Justice Department to probe whether Minneapolis police have ‘pattern and practice’ of misconduct
The Template for what will happen to other police departments. DOJ will look for systemic bias in policing.
Minneapolis is more than George Floyd and Derek Chauven. It is the beginning of the takeover of police departments under the ruse of investigation of any number of things.This will set the precedent of federalizing the police. Let’s read the fine print of what our Attorney General Garland has in mind. Learn that the Mayor and City Council save one, are more than happy to turn their police department over the the DOJ. After all they want to disband the entire police department anyway. If the DOJ is not successful in reaching an agreement- whatever that may be – the DOJ is prepared to go to court
Council renews plan to replace the police department
In January 2021, Minneapolis City Council Members Phillipe Cunningham, Steve Fletcher, and Jeremy Schroeder introduced a new city charter amendment to establish a Department of Public Safety in Minneapolis to oversee policing, violence prevention, and community safety programs, and remove the direct oversight of the police by the mayor’s office. The amendment would also remove the city charter requirement to maintain a minimum number of police officers based on the city’s population. Minneapolis Mayor Jacob Frey said he opposed the approach. The councilors hoped to put the amendment before voters in the 2021 November municipal election.
The U.S. Department of Justice will undertake a sweeping investigation into whether the Minneapolis Police Department engages in a “pattern and practice” of illegal conduct, including whether officers used excessive force during protests.
The investigation, welcomed by 12 City Council members, Mayor Jacob Frey and the police chief, will seek to establish whether the state’s largest police department is engaging in practices that promote or allow systemic wrongdoing.
The investigation will also be separate from the Minnesota Department of Human Rights probe, announced after Floyd’s death, which will look at policies, procedures and practices over the past 10 years, and whether the department engaged in systemic discrimination.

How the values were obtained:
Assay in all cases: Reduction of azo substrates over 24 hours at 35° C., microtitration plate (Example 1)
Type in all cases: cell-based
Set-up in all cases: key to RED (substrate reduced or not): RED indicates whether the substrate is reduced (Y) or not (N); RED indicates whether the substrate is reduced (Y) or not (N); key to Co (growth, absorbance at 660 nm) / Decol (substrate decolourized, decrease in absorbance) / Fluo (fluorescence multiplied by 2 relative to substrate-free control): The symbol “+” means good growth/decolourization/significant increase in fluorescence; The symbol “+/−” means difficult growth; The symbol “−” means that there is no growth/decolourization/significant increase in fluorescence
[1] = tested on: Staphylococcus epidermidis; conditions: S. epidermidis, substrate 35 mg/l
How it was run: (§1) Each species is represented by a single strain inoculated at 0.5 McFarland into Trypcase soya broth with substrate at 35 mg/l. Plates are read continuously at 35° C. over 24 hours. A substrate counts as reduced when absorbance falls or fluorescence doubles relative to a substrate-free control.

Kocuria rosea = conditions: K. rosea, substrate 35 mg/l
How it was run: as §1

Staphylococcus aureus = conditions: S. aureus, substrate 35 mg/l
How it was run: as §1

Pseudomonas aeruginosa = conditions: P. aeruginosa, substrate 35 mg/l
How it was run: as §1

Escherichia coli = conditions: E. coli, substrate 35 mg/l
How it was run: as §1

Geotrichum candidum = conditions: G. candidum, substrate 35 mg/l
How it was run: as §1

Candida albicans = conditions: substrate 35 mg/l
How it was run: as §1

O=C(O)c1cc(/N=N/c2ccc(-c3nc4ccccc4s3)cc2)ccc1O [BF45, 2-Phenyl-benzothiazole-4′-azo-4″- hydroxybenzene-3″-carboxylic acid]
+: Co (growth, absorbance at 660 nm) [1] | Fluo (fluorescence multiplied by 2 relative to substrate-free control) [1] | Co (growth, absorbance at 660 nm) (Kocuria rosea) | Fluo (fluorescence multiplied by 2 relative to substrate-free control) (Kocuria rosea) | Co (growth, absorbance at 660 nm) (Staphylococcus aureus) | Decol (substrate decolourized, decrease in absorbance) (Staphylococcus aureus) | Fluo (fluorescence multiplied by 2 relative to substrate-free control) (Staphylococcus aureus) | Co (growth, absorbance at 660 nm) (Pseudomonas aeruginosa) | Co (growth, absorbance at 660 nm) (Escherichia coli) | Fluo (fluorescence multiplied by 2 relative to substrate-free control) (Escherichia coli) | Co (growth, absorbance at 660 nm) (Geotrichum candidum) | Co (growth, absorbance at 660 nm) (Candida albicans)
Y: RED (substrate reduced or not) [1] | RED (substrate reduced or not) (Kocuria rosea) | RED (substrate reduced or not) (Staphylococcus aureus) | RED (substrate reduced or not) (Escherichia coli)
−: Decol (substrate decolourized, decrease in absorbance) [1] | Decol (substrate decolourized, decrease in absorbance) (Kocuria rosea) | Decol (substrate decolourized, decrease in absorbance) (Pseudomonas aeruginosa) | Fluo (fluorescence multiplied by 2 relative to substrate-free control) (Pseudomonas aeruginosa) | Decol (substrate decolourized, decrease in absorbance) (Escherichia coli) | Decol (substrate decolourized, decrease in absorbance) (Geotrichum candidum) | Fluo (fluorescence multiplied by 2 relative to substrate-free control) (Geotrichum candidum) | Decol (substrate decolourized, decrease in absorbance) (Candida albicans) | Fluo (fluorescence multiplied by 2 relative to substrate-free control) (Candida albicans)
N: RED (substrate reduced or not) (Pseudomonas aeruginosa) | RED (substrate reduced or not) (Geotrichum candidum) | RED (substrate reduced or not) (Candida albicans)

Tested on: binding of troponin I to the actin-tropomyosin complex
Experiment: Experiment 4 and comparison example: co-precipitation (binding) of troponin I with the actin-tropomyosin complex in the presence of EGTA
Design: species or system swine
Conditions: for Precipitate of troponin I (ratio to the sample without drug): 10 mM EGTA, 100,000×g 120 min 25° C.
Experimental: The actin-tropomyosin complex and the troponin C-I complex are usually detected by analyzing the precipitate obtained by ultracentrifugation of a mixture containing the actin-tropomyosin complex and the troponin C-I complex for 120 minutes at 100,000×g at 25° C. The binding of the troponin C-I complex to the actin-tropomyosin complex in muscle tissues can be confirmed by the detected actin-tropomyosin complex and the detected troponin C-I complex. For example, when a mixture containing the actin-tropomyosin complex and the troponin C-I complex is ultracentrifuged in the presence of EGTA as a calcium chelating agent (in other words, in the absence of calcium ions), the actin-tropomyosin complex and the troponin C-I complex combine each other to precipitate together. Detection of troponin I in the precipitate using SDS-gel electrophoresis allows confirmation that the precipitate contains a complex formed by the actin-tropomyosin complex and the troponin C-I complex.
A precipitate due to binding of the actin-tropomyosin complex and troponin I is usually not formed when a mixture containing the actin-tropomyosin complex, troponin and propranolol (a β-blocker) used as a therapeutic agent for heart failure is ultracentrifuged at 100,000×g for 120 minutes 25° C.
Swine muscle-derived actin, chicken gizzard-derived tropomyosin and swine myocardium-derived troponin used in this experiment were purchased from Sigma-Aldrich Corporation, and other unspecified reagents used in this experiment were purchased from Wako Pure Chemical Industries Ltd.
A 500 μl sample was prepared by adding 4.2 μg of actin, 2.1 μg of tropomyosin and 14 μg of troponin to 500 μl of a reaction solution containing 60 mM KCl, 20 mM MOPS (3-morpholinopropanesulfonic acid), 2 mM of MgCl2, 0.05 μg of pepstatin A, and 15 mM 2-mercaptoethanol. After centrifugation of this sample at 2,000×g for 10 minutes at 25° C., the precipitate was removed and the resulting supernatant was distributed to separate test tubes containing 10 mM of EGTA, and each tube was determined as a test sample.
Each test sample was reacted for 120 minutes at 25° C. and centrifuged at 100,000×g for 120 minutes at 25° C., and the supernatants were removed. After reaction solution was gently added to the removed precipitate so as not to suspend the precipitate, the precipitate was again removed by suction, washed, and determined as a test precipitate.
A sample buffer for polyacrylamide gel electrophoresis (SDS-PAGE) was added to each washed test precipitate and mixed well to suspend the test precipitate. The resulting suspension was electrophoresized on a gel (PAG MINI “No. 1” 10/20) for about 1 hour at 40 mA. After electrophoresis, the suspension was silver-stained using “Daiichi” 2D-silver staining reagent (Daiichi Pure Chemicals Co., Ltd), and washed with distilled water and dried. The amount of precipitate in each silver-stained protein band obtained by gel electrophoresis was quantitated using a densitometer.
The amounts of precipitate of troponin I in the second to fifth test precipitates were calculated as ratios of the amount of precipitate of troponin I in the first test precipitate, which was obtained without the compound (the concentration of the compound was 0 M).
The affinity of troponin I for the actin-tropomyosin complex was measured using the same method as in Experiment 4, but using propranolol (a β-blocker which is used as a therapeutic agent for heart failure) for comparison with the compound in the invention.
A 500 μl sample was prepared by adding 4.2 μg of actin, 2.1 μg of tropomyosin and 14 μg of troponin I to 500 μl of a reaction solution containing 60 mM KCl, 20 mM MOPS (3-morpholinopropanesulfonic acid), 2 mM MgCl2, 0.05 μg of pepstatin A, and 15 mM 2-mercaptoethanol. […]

If the Justice Department finds systemic wrongdoing, it will report its findings to the public. The federal civil rights division will seek to work with Minneapolis police, with input from the community, to identify ways to address the deficiencies.
If the civil rights division can’t reach an agreement with Minneapolis on how to reform the police department, the Justice Department has authority to file a lawsuit to force changes.
Chief vows cooperation
City officials, who learned of the investigation a half-hour before the public did, applauded the Justice Department for using its authority to reform Minneapolis police.
Every Minneapolis City Council member except for Alondra Cano signed onto a statement saying they “fully support” the federal investigators in holding accountable “any and all abuses of power and harms to our community and stand ready to aid in this process as full partners.”
“The City Council’s oversight of the Minneapolis Police Department has been historically constrained by the City Charter and state law and we welcome new tools to pursue transformational, structural changes to how the City provides for public safety.”
Mayor Frey also released a statement welcoming the investigation, saying Minneapolis must seize on this “generational opportunity” to improve life for the Black community.
More at Star Tribune
Attorney General Merrick Garland on Wednesday announces that the Department of Justice will investigate the practices of the Minneapolis police department, Justice Department officials told NBC News.
Just the beginning.
Yesterday my post included a background of three of the out of the mainstream council members. If you need a refresher
Today I will add number four. No less than Jeremiah Ellison, son of the infamous Keith Ellison, Minnesota’s Attorney General.
City Councilman Jeremiah Ellison explains disbanding police
The best of the council.
You betcha….. and we know why.
Here is where this is going:
What will be really interesting is that the Mayor and City Council will be up for re-election in November 21. The City will come face to face with their future. Will they continue this madness? Will cooler heads prevail? Stay tuned. This will be a hoot to watch. The Mayor’s race already has announced candidates.
- Jacob Frey, incumbent
- Kate Knuth, former DFL state representative and educator
- Sheila June Nezhad, community organizer
- A.J. Awed, Co-Executive Director of the Cedar-Riverside Community Council
- Philip Sturm, former Marine
My guess it will be ‘Sheila for the people” – she fits all of the boxes of misfits. The next Mayor. Wander over.
“You have to act as if it were possible to radically transform the world. And you have to do it all the time.”
….a worldwide revolution demanding the end of violent policing that started right here on Chicago Avenue.
2020 changed me. I have always believed in the possibility of a revolution, of a more just world. This past year the people of Minneapolis taught me what walking toward justice really looks like.
My name is Sheila June Nezhad (she/her pronouns). I’m grateful to my parents for giving me an early start on a life of cross-cultural movement building. My parents chose my first and middle names “Sheila June” to be both Persian (my dad) and American (my Anishinaabe-Swedish-Norwegian mom). And my last name, Nezhad (pronounced “neh-zh-ahd”) roughly translates to “the people.”
Thats what the lady says. Say goodbye to all the white members of the council. The best of the swamp today,